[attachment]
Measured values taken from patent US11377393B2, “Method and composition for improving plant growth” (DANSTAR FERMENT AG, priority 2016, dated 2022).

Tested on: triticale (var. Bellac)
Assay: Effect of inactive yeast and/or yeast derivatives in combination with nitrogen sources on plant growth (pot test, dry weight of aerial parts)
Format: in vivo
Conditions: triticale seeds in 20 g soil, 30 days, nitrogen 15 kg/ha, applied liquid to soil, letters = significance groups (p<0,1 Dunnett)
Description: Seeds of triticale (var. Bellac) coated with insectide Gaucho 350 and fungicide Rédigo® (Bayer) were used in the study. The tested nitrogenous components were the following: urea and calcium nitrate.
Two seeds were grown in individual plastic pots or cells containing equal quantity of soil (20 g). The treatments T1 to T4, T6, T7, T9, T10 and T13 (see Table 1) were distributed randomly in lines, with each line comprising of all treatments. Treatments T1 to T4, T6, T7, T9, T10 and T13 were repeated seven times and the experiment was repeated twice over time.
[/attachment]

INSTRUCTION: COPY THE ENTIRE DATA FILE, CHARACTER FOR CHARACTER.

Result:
Measured values taken from patent US11377393B2, “Method and composition for improving plant growth” (DANSTAR FERMENT AG, priority 2016, dated 2022).

Tested on: triticale (var. Bellac)
Assay: Effect of inactive yeast and/or yeast derivatives in combination with nitrogen sources on plant growth (pot test, dry weight of aerial parts)
Format: in vivo
Conditions: triticale seeds in 20 g soil, 30 days, nitrogen 15 kg/ha, applied liquid to soil, letters = significance groups (p<0,1 Dunnett)
Description: Seeds of triticale (var. Bellac) coated with insectide Gaucho 350 and fungicide Rédigo® (Bayer) were used in the study. The tested nitrogenous components were the following: urea and calcium nitrate.
Two seeds were grown in individual plastic pots or cells containing equal quantity of soil (20 g). The treatments T1 to T4, T6, T7, T9, T10 and T13 (see Table 1) were distributed randomly in lines, with each line comprising of all treatments. Treatments T1 to T4, T6, T7, T9, T10 and T13 were repeated seven times and the experiment was repeated twice over time.